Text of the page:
The Master (2012) / Drama
MPAA rated: R for sexual content, graphic nudity and language
Length: 138 min.
Cast: Joaquin Phoenix, Philip Seymour Hoffman, Amy Adams, Laura Dern, Rami Malek, Jesse Plemons, Amy Ferguson, Ambyr Childers
Director: Paul Thomas Anderson
Screenplay: Paul Thomas Anderson
Review published February 5, 2013
Set mostly in 1950, Joaquin Phoenix (Walk the Line, Ladder 49) stars as Freddie Quell, an alcoholic and Navy vet of WWII suffering from rage-fueled psychological torment, who goes on a strange odyssey where he can't find and maintain a job to ending up stowing away on a yacht 'commanded' by Lancaster Dodd (Hoffman, The Ides of March), who finds him but allows him to stay (to some extent, due to Quell's ability to mix good drinks, and also a nagging suspicion that they've met before, though Dodd can't recall where). Dodd is in the midst of working on his own system, dubbed The Cause, of what he feels are scientific beliefs involving past lives, going back through the beginning of time, and how they've shaped present personality traits and subconscious memories in people, and will soon publish more works on the system to a small but growing segment of the public who see the system as a sort of religion.
Paul Thomas Anderson (Magnolia, Punch-Drunk Love) writes and directs The Master, which some (many who haven't seen the film) see as a commentary L. Ron Hubbard and his notions of Scientology, but others see beyond this as how belief systems in general can both help and hurt afflicted people, particularly those who suffer psychological ailments that manifest themselves into physical ones.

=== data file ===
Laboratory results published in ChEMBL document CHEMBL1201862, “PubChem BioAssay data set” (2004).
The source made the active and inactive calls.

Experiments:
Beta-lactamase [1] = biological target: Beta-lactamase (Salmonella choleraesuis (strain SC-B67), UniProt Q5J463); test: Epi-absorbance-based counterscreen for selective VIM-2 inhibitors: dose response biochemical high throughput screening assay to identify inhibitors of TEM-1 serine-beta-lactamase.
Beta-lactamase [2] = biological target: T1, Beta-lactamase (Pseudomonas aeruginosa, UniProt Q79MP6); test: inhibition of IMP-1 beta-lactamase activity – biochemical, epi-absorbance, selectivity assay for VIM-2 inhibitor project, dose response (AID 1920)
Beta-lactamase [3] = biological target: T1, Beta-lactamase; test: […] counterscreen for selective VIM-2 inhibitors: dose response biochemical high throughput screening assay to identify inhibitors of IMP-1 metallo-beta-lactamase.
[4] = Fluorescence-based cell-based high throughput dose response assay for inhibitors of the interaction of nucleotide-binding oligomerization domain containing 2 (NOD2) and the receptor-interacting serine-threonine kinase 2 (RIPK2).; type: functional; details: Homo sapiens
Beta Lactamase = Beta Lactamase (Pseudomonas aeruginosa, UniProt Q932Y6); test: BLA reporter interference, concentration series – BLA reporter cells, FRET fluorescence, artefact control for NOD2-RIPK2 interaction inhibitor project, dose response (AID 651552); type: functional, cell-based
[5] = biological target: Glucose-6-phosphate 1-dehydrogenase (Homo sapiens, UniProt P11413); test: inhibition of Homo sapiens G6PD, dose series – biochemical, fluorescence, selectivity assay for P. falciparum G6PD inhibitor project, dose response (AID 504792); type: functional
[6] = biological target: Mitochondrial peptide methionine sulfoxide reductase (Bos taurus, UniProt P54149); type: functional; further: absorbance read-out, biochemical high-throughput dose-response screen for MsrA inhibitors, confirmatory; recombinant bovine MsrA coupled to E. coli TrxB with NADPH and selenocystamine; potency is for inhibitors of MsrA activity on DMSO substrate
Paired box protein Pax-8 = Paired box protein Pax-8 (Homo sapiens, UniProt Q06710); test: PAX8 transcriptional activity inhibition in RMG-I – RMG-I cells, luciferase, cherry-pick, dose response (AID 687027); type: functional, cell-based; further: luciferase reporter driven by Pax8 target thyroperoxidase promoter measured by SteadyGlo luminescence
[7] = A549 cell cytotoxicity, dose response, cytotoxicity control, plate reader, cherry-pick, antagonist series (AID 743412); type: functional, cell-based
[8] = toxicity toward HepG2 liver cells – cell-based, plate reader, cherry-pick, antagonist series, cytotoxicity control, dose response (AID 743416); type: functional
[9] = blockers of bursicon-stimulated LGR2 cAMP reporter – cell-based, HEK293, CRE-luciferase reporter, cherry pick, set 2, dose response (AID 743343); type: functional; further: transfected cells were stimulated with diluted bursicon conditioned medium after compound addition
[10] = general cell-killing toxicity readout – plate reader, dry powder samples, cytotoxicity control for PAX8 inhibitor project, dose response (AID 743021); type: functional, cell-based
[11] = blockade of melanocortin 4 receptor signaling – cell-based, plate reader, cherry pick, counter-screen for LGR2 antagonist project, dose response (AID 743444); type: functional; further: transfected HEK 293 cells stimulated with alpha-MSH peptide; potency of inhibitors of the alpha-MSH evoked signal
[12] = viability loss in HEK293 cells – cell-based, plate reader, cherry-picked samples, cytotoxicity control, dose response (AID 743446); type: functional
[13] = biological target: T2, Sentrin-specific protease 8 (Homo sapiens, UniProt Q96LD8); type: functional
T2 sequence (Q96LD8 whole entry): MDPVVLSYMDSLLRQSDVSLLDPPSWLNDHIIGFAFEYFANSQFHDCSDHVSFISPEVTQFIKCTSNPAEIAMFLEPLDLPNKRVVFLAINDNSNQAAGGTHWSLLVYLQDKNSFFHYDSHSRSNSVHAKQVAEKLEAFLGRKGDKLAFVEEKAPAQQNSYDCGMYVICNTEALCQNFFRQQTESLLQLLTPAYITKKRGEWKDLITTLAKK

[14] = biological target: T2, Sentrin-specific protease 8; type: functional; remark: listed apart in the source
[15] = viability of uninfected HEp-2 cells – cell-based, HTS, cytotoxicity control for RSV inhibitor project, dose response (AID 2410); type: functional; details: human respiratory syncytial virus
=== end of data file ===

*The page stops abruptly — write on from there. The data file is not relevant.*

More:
While The Master does struggle to maintain a consistent narrative tone and delivery, it is often quite mesmerizing as a collection of interesting scenes. The characterizations as well as the actors' performances along with them are so fine tuned that one eventually stops trying to figure out just what the film is ultimately supposed to be about and just enjoys the ride for what it is. Symbolism abounds, not the least of which is of how Dodd and the members of the cause congregate in Phoenix, where their beliefs will "rise from the ashes" like that mythological bird. Perhaps no coincidence that Anderson chose to cast a man named Phoenix in the lead role. Another scenes involves a motorcycle that is to be ridden simply to a desert destination of ones choosing and back, and while the confident Dodd performs this without a hitch, Quell seems to lose his way when left on his own, despite the easy instruction, very indicative of the state of their relationship.
The two best things about the film are the star performances by Phoenix and Hoffman, who command rapt attention whenever they are on the screen, particularly when they share the screen together. Although Phoenix looks at times to be too old for the role, there is a method to his madness where his physical stature also resembles a troubled, aged man, as if his constant worries and lack of comfort has manifested itself in an odd physical appearance. Meanwhile, Hoffman is serious but affable, mostly maintaining his composure while others around him can get a little too unpredictable, especially Freddie. His sure hand and steady demeanor is like a beacon that Quell is attracted to, but he struggles to fit in because he's a perpetual square peg. Both would receive Oscar nominations, despite the controversy of the film in the Hollywood industry that may have contributed to its lack of nominations for the film as a whole.
Richly scored and beautifully shot, The Master continues Anderson's streak of highly ambitious, oddly structured, but brilliantly delivered films that both mystify and reveal in nearly equal measure. However, don't come in expecting something grand along the lines of There Will Be Blood. Despite the controversial premise, Anderson seems to be exploring a concept rather than delivering home answers to his themes, as the story ultimately is about one man's journey to potential normalcy, if he's willing to accept someone else's vision that is considered anything but normal. Although there are some very crass moments during the points when Freddie exhibits his most sociopathic tendencies, there is still an elegance at The Master's core that elevates the complex material into an art form.Qwipster's rating:
©2013 Vince Leo